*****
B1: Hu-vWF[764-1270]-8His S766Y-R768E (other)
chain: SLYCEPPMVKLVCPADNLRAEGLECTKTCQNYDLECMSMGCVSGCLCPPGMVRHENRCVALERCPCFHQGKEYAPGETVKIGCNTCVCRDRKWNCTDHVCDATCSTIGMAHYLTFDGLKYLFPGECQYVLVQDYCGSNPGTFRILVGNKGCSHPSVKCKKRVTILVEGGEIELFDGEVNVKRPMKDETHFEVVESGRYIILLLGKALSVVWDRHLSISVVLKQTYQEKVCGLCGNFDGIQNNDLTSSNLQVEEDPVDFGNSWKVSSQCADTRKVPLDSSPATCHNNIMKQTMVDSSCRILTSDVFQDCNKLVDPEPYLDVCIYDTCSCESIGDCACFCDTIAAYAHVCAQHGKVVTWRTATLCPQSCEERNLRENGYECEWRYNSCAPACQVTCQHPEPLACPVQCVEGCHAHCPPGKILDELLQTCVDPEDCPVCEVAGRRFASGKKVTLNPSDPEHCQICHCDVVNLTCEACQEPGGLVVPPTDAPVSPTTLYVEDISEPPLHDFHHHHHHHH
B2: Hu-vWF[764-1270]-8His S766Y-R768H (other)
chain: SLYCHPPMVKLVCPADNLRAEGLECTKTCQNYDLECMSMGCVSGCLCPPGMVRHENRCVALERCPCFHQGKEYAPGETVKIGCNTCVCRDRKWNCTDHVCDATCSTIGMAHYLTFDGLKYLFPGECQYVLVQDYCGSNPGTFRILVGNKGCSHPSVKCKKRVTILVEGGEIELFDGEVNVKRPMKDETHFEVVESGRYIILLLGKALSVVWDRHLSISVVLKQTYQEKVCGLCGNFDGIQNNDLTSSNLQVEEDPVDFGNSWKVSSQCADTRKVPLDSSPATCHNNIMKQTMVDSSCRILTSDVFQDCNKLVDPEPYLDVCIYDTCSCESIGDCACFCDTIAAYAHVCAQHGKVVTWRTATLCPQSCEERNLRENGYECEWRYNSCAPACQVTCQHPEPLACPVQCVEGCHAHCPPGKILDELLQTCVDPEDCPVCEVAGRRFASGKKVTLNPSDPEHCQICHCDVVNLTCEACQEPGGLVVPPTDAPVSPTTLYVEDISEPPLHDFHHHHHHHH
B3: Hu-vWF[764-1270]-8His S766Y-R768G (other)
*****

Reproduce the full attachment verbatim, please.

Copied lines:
B1: Hu-vWF[764-1270]-8His S766Y-R768E (other)
chain: SLYCEPPMVKLVCPADNLRAEGLECTKTCQNYDLECMSMGCVSGCLCPPGMVRHENRCVALERCPCFHQGKEYAPGETVKIGCNTCVCRDRKWNCTDHVCDATCSTIGMAHYLTFDGLKYLFPGECQYVLVQDYCGSNPGTFRILVGNKGCSHPSVKCKKRVTILVEGGEIELFDGEVNVKRPMKDETHFEVVESGRYIILLLGKALSVVWDRHLSISVVLKQTYQEKVCGLCGNFDGIQNNDLTSSNLQVEEDPVDFGNSWKVSSQCADTRKVPLDSSPATCHNNIMKQTMVDSSCRILTSDVFQDCNKLVDPEPYLDVCIYDTCSCESIGDCACFCDTIAAYAHVCAQHGKVVTWRTATLCPQSCEERNLRENGYECEWRYNSCAPACQVTCQHPEPLACPVQCVEGCHAHCPPGKILDELLQTCVDPEDCPVCEVAGRRFASGKKVTLNPSDPEHCQICHCDVVNLTCEACQEPGGLVVPPTDAPVSPTTLYVEDISEPPLHDFHHHHHHHH
B2: Hu-vWF[764-1270]-8His S766Y-R768H (other)
chain: SLYCHPPMVKLVCPADNLRAEGLECTKTCQNYDLECMSMGCVSGCLCPPGMVRHENRCVALERCPCFHQGKEYAPGETVKIGCNTCVCRDRKWNCTDHVCDATCSTIGMAHYLTFDGLKYLFPGECQYVLVQDYCGSNPGTFRILVGNKGCSHPSVKCKKRVTILVEGGEIELFDGEVNVKRPMKDETHFEVVESGRYIILLLGKALSVVWDRHLSISVVLKQTYQEKVCGLCGNFDGIQNNDLTSSNLQVEEDPVDFGNSWKVSSQCADTRKVPLDSSPATCHNNIMKQTMVDSSCRILTSDVFQDCNKLVDPEPYLDVCIYDTCSCESIGDCACFCDTIAAYAHVCAQHGKVVTWRTATLCPQSCEERNLRENGYECEWRYNSCAPACQVTCQHPEPLACPVQCVEGCHAHCPPGKILDELLQTCVDPEDCPVCEVAGRRFASGKKVTLNPSDPEHCQICHCDVVNLTCEACQEPGGLVVPPTDAPVSPTTLYVEDISEPPLHDFHHHHHHHH
B3: Hu-vWF[764-1270]-8His S766Y-R768G (other)